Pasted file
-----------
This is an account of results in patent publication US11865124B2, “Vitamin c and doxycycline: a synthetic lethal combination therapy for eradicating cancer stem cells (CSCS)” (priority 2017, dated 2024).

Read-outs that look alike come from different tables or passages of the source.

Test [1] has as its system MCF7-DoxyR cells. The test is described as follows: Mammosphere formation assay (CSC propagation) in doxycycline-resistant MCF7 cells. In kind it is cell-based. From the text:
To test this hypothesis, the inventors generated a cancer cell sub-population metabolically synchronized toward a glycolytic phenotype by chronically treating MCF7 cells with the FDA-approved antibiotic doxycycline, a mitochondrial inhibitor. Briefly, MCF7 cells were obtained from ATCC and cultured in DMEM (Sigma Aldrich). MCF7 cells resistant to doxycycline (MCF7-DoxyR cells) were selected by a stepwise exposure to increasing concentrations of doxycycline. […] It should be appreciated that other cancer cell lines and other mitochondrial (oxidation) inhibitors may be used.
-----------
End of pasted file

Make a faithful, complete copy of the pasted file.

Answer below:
This is an account of results in patent publication US11865124B2, “Vitamin c and doxycycline: a synthetic lethal combination therapy for eradicating cancer stem cells (CSCS)” (priority 2017, dated 2024).

Read-outs that look alike come from different tables or passages of the source.

Test [1] has as its system MCF7-DoxyR cells. The test is described as follows: Mammosphere formation assay (CSC propagation) in doxycycline-resistant MCF7 cells. In kind it is cell-based. From the text:
To test this hypothesis, the inventors generated a cancer cell sub-population metabolically synchronized toward a glycolytic phenotype by chronically treating MCF7 cells with the FDA-approved antibiotic doxycycline, a mitochondrial inhibitor. Briefly, MCF7 cells were obtained from ATCC and cultured in DMEM (Sigma Aldrich). MCF7 cells resistant to doxycycline (MCF7-DoxyR cells) were selected by a stepwise exposure to increasing concentrations of doxycycline. […] It should be appreciated that other cancer cell lines and other mitochondrial (oxidation) inhibitors may be used.